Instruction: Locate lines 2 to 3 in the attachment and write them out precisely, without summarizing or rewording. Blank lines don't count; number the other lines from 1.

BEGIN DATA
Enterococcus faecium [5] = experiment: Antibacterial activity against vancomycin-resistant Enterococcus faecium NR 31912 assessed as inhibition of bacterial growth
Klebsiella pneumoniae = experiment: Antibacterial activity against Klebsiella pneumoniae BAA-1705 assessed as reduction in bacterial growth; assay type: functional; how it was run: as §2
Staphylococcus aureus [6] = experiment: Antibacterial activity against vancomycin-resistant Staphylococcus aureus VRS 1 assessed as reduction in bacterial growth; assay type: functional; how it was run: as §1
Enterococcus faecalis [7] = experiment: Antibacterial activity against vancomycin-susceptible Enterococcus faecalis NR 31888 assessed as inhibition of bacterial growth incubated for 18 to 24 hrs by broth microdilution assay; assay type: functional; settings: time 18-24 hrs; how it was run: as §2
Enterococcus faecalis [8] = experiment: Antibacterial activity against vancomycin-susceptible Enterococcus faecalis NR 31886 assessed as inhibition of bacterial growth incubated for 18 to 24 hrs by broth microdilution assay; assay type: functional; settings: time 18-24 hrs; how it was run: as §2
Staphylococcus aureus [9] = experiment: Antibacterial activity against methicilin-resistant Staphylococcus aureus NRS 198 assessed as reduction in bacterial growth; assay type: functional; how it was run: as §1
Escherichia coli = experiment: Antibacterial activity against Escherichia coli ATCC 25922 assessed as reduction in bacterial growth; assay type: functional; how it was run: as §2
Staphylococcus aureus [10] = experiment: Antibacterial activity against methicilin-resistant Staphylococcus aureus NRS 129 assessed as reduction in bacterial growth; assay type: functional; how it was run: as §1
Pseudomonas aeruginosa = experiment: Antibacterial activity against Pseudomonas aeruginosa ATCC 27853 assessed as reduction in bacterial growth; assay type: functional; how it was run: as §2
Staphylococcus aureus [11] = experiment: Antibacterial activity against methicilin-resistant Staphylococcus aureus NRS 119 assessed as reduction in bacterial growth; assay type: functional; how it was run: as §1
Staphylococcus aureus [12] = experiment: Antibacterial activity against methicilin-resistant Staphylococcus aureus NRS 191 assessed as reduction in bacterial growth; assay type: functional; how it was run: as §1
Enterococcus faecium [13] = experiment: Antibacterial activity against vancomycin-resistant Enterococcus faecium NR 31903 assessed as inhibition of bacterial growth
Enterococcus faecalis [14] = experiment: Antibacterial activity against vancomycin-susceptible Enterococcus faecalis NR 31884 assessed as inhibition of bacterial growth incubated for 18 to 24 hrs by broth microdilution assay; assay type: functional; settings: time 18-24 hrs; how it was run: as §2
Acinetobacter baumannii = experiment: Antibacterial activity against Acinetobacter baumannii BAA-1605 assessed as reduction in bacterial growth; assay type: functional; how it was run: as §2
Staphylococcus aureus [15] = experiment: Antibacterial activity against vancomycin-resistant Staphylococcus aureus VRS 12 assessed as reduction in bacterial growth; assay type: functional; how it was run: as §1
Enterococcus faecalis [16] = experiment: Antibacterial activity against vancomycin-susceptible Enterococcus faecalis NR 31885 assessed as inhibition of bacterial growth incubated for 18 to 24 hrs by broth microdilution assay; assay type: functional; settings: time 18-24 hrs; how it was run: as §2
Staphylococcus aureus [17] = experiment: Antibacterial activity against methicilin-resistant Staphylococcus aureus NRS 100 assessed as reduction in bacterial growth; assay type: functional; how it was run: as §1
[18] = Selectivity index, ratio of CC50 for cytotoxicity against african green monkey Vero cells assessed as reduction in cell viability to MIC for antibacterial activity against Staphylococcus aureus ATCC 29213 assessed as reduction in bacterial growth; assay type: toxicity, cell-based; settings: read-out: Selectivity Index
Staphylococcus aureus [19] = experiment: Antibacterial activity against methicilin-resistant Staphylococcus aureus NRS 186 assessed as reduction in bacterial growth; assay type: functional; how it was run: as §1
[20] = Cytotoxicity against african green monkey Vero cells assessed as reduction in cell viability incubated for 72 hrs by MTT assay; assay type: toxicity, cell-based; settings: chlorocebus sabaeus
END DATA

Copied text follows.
Klebsiella pneumoniae = experiment: Antibacterial activity against Klebsiella pneumoniae BAA-1705 assessed as reduction in bacterial growth; assay type: functional; how it was run: as §2
Staphylococcus aureus [6] = experiment: Antibacterial activity against vancomycin-resistant Staphylococcus aureus VRS 1 assessed as reduction in bacterial growth; assay type: functional; how it was run: as §1